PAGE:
June 21, 2010 Rotogram


Mississippi State University’s Rehabilitation Research and Training Center on Blindness and Low Vision will be reviewed by Center Director Brenda Cavenaugh.


Next week, President Martha will reiterate this year’s theme, The Future of Rotary is in Your Hands,” to incoming President Tommy as she passes the gavel to him.


Invocation and Pledge: Carey Hardin

Attendance:  There were 106 members (35 exempt, 1 honorary) present and 83 (16 exempt, 11 honorary) absent.

Guests and visitors: Visiting Rotarian was Brent Melton of the Downtown Jackson Club. Members’ guests were John McWhorter and Robert Moorhead of Joe Thompson, Rocky Katz of Larry Mullins, and John Forde of Ned Browning. Guests of the Club were Angie Bryant, Brook Bryant, Joseph Jones, Paul Sims, Starkville Daily News, and RYE student Kasper Eriksen.

Makeups: Bill Foster at Rankin County, and Mike Hainsey at West Point.

Kudos: President Martha noted that Keith and Ruth Remy represented the Club at the District Governors’ transition ceremony. They accepted the youth program award named for them and bestowed on our club for the district’s best youth affairs program. Beyond extensive support of academics, sports and youth organizations, our Rotary Youth Exchange and Interact Club distinguish us.


Rotarian Nancy Hargrove, Starkville Reads president, accepted a support check for the literacy community service project. She noted that the program is working with the Oktibbeha County Heritage Museum to commemorate the 65th anniversary of the end of World War II. The group also is partnered with the MSU Maroon Edition reading project featuring the best-selling “Three Cups of Tea” whose author will speak on campus on Sept. 23.


Two more of our four annual $1,000 Excellence in Education scholarships were presented to Brook Bryant and Joseph Jones.
Frank Chiles, scholarship committee chair said, “Today we’re giving higher education seed money that will change some lives.”
Bryant, a Starkville Academy graduate  with a 3.71 grade point average, plans to major in biological sciences with the career goal of dentistry. Jones, a Starkville High School Senior of  Distinction with a 3.89 GPA, also plans to major in biological sciences with aspirations to be a medical doctor.
The awards go to incoming Mississippi State University freshmen from Oktibbeha County schools.  The Club does not select the recipients. They are identified by the MSU admissions office based on need and a quality-point-average above three.


The time to say good bye to Kasper draws near. His family will join us for his last meeting next week.


The board has approved the classification committee’s recommendation of two proposed members:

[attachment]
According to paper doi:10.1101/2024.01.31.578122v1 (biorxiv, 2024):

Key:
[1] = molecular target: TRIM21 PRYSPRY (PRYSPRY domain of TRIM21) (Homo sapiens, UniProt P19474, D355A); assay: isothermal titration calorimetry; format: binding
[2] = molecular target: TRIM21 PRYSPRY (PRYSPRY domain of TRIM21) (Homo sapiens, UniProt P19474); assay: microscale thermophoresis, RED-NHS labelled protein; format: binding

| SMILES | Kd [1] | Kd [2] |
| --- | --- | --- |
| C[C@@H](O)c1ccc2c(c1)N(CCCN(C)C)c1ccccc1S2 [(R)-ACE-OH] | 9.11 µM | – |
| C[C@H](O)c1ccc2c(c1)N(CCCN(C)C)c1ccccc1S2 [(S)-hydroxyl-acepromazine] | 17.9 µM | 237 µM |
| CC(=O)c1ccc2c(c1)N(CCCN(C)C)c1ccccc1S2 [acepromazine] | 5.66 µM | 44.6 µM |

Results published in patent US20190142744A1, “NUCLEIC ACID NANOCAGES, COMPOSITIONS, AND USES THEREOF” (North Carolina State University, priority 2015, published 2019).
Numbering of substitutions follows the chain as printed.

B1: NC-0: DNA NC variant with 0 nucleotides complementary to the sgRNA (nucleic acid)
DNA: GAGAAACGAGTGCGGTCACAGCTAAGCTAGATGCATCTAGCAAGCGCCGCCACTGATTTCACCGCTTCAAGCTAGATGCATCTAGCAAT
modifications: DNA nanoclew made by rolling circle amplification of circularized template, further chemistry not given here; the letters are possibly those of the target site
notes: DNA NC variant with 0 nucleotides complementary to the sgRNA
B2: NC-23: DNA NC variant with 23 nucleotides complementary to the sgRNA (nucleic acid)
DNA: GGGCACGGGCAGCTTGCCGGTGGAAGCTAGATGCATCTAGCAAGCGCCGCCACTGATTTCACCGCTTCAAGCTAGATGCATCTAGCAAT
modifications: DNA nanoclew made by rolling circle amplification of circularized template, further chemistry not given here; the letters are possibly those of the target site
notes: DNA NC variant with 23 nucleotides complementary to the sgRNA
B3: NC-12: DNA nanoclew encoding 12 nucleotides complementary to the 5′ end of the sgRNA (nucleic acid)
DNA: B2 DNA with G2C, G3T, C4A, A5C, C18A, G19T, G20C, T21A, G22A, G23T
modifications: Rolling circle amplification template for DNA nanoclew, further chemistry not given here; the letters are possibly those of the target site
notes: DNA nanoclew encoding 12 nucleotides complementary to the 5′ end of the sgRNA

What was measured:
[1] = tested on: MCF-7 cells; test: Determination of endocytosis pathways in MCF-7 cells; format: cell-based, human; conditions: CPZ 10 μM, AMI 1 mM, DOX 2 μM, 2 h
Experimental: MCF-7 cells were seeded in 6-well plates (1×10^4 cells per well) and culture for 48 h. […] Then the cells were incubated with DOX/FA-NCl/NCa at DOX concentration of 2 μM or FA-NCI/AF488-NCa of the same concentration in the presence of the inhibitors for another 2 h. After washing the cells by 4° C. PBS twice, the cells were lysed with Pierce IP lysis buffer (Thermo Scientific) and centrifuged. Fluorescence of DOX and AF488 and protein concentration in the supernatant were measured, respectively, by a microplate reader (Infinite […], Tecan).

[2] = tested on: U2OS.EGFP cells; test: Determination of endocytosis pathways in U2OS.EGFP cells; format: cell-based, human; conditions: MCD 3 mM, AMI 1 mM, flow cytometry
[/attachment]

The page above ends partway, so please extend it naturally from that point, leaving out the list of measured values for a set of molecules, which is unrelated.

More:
• John Forde, head of MSU’s Department of Communications, is classified as Education-Communications, and sponsored by Ned  Browning.
  • Thomas Walker, retired from the U.S. Department of Defense, is classified as Business-Consulting, and sponsored by Steve Langston.


In a career revolving around flight, Starkville native Tom Edwards (Rotarian Charlotte Coker’s brother) has “wandered” through the last half century of American aerospace development.
From helicopters in Vietnam to NASA space flight training to the Strategic Defense Initiative, the son of an MSU professor returned home to complete his career at his alma mater. He dubbed his experience as “wandering” because of the non-linear route it took.
His career took off with early civilian training at Camp’s Airport where many locals earned their pilot’s licenses. He followed that with an aerospace engineering degree and commission as a 2nd lieutenant in the U.S. Army Corps of Engineers.
Edwards got a delay in reporting to active duty while earning a masters degree.
“I almost finished a PhD,” he said.  “But, Vietnam was getting a little hot about 1968, so I headed to flight school.” (The doctorate was finally completed at Illinois.)
Following initial fixed wing aircraft training, especially the Mohawk, he was sent to helicopter school. Then the Army “turned over its hold card.”
The service wanted him to gain combat experience followed by the Naval Test Pilot School to groom him for the astronaut program. With his advanced degrees he would be one of the first Army candidates.
In one span of time during his Southeast Asian adventures, he flew up to 140 hours per month. “I’d strap on a helicopter at sunup and keep it until sundown,” he said
After his stint at test pilot school, he headed for the Johnson Space Center’s Orbiter Project (1973–1976). As an aerospace technologist, with the Space Shuttle Orbiter Systems Engineering and Integration program, he specialized in aerodynamics, reentry guidance and flight control systems.
His next stop was at NASA’s Langley Flight Research Center (1976–1979). As a NASA/Army experimental test pilot, he flew a Sundowner with a wingtip rocket system in the Spin Test program. He also flew one of the first fly-by-wire (electronically controlled) CH-47B helicopters in the Vertical Approach and Landing Technology (VALT) program.
When the astronaut selection program reopened in 1977, he was a finalist in the ninth group of 20, but did not make the final cut.
As he put it, his next route was “back to the real Army” with the command of an aviation company in Korea (1980–1981).
From 1981 through 1985, Edwards served in the Pentagon as the Department of the Army System Coordinator for scout helicopters and special operations aircraft.
On the heels of that assignment, he served at the Army Strategic Defense Command Headquarters in the Strategic Defense Initiative Years (1986 –1988).
Following a seven-year assignment with NASA as the Grumman Space Station Integration programs principal engineer and project leader, he helped found the Decisive Analytics Corporation.
In 2002, he returned home for his “fourth career” to teach and conduct research in MSU’s Aerospace Engineering program.

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